And that's understandable: from the outside, Da Nang looks like any other growing modern city, all shiny office blocks and newly built hotels. But once you look past the swish high rises you’ll find a warren of back streets bursting with tantalising street-food stalls and local haunts untainted by mass-market influence. Here’s why Da Nang should be on every foodie’s bucket list:
For the foodie, this amounts to plenty of authentic, local cuisine to taste. Here, street vendors peddling tasty, inexpensive meals rule the roads, each specialising in one or two signature dishes. Unsurprisingly, this also means that Da Nang is a very cheap city to eat out in – most on-the-go food is under $1, so there’s nothing to stop you trying it all.
The city’s most famous – and most popular – dish is Mi Quang. It’s a classic Vietnamese noodle soup with a twist: the base is made from bone broth and fish sauce, to which turmeric is added (turning the rice noodles yellow), along with fresh vegetables and shallots. Sprinkled on the top, you'll usually find shrimps, boiled eggs and pork (or you may have the opportunity to add eel). Basil, coriander and other herbs are added to create the characteristic fragrant freshness Vietnamese food is famous for.
Come again at night and you’ll find the road crammed with motorbikes, awnings opened, shops lit up and the sound of people enjoying their evening meal. At the end of the road, a tall red arch proclaims the name of the street – this is Pham Hong Thai, and it’s where locals come for Da Nang’s best night-time street food.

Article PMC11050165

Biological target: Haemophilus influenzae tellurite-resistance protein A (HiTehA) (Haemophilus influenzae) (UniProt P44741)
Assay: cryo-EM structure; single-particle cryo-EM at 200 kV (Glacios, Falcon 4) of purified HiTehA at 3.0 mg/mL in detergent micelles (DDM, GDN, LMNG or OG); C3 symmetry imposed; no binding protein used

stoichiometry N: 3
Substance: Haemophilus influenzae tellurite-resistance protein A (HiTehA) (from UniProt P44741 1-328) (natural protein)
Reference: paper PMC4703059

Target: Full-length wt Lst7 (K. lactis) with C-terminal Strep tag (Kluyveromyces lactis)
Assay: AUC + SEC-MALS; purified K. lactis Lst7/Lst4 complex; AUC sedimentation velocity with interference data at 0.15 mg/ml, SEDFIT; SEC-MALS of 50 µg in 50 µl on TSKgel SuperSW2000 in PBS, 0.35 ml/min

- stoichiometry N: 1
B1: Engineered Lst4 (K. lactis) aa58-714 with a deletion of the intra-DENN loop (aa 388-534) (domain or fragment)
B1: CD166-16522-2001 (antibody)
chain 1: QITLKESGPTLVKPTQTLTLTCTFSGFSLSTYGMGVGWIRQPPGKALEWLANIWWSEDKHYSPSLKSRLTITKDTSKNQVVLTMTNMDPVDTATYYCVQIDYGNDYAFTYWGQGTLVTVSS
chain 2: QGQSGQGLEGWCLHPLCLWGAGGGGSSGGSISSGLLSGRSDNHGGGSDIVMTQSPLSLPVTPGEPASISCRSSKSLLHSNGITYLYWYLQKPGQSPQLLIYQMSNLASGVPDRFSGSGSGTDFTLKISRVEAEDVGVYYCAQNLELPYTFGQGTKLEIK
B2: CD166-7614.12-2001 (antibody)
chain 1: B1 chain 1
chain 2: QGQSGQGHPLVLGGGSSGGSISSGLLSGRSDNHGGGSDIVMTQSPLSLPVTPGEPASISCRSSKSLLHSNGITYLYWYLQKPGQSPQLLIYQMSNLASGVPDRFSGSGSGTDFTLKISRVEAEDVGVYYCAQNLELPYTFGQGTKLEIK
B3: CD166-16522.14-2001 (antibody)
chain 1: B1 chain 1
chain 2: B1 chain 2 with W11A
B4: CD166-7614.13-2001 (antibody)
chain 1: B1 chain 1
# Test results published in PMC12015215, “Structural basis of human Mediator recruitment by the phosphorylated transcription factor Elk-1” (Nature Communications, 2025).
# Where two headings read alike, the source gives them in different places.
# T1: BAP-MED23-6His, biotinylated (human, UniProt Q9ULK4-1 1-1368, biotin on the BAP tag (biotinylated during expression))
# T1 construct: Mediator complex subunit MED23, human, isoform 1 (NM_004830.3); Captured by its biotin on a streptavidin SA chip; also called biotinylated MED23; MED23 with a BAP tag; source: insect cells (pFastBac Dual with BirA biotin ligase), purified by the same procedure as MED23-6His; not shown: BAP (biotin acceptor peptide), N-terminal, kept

And then, of course, there’s the food stands. Con Market is a fantastic place for a snack, with lines of benches in between the stalls offering fresh home cooking. There won’t be any signs in English and service is likely to be brusque, so this is where to go for a really authentic experience.
Ideally located right on the waterfront, Da Nang is the perfect place to try Vietnamese seafood dishes. Many of the city’s specialities are fish-based and it’s a safe bet at any restaurant. Go for bun cha ca, a fishcake noodle soup that is one of the most popular eats.
One of the best is Happy Heart Café, where you’ll find delicious vegetarian food, fry-ups, desserts and even Mexican cuisine – try the generous tacos or Happy Heart pizza. Most of the staff are deaf or handicapped, giving opportunities to people with disabilities, and the US ambassador to Vietnam even visited this year.
Just 20 minutes from the city centre, the stunning InterContinental Danang Sun Peninsula Resort already boasts Michelin-starred French chef Pierre Gagnaire. The hotel restaurant, La Maison 1888, which serves a fusion of French and Vietnamese cooking such as lobster with green shiso or a coconut milk tiramisu, is the perfect place to splash out.